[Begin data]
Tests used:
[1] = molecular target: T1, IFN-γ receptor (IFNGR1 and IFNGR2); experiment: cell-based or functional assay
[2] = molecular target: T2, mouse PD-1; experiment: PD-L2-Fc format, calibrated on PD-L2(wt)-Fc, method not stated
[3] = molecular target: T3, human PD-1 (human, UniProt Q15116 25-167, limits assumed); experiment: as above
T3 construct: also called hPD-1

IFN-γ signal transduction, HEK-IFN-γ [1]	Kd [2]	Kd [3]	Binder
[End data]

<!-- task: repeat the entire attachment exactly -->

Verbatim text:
Tests used:
[1] = molecular target: T1, IFN-γ receptor (IFNGR1 and IFNGR2); experiment: cell-based or functional assay
[2] = molecular target: T2, mouse PD-1; experiment: PD-L2-Fc format, calibrated on PD-L2(wt)-Fc, method not stated
[3] = molecular target: T3, human PD-1 (human, UniProt Q15116 25-167, limits assumed); experiment: as above
T3 construct: also called hPD-1

IFN-γ signal transduction, HEK-IFN-γ [1]	Kd [2]	Kd [3]	Binder